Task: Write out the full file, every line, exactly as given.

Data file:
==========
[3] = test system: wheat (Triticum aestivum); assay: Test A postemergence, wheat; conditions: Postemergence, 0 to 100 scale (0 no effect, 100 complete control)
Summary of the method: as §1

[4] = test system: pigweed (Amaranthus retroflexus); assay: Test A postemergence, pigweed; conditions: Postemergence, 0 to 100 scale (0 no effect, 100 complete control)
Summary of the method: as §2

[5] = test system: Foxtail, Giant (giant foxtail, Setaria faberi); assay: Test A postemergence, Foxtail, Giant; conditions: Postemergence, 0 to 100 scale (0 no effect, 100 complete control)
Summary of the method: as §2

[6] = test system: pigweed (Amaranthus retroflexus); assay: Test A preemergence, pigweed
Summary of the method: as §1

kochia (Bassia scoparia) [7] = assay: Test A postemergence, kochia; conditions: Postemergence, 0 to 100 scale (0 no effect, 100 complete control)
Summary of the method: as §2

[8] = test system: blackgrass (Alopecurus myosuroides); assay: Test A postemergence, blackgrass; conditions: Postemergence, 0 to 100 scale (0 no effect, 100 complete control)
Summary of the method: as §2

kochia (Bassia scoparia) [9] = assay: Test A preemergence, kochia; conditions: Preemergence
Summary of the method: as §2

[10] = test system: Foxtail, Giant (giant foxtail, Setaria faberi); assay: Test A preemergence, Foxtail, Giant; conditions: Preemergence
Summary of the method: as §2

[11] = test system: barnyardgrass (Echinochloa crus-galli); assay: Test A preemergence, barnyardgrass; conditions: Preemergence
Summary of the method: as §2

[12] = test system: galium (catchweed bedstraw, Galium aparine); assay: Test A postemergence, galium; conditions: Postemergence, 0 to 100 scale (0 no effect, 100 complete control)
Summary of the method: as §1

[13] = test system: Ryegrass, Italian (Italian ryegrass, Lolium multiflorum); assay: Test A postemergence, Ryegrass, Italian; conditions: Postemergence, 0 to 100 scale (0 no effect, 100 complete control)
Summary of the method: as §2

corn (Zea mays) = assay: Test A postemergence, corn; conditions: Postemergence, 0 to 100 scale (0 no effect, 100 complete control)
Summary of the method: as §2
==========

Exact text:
[3] = test system: wheat (Triticum aestivum); assay: Test A postemergence, wheat; conditions: Postemergence, 0 to 100 scale (0 no effect, 100 complete control)
Summary of the method: as §1

[4] = test system: pigweed (Amaranthus retroflexus); assay: Test A postemergence, pigweed; conditions: Postemergence, 0 to 100 scale (0 no effect, 100 complete control)
Summary of the method: as §2

[5] = test system: Foxtail, Giant (giant foxtail, Setaria faberi); assay: Test A postemergence, Foxtail, Giant; conditions: Postemergence, 0 to 100 scale (0 no effect, 100 complete control)
Summary of the method: as §2

[6] = test system: pigweed (Amaranthus retroflexus); assay: Test A preemergence, pigweed
Summary of the method: as §1

kochia (Bassia scoparia) [7] = assay: Test A postemergence, kochia; conditions: Postemergence, 0 to 100 scale (0 no effect, 100 complete control)
Summary of the method: as §2

[8] = test system: blackgrass (Alopecurus myosuroides); assay: Test A postemergence, blackgrass; conditions: Postemergence, 0 to 100 scale (0 no effect, 100 complete control)
Summary of the method: as §2

kochia (Bassia scoparia) [9] = assay: Test A preemergence, kochia; conditions: Preemergence
Summary of the method: as §2

[10] = test system: Foxtail, Giant (giant foxtail, Setaria faberi); assay: Test A preemergence, Foxtail, Giant; conditions: Preemergence
Summary of the method: as §2

[11] = test system: barnyardgrass (Echinochloa crus-galli); assay: Test A preemergence, barnyardgrass; conditions: Preemergence
Summary of the method: as §2

[12] = test system: galium (catchweed bedstraw, Galium aparine); assay: Test A postemergence, galium; conditions: Postemergence, 0 to 100 scale (0 no effect, 100 complete control)
Summary of the method: as §1

[13] = test system: Ryegrass, Italian (Italian ryegrass, Lolium multiflorum); assay: Test A postemergence, Ryegrass, Italian; conditions: Postemergence, 0 to 100 scale (0 no effect, 100 complete control)
Summary of the method: as §2

corn (Zea mays) = assay: Test A postemergence, corn; conditions: Postemergence, 0 to 100 scale (0 no effect, 100 complete control)
Summary of the method: as §2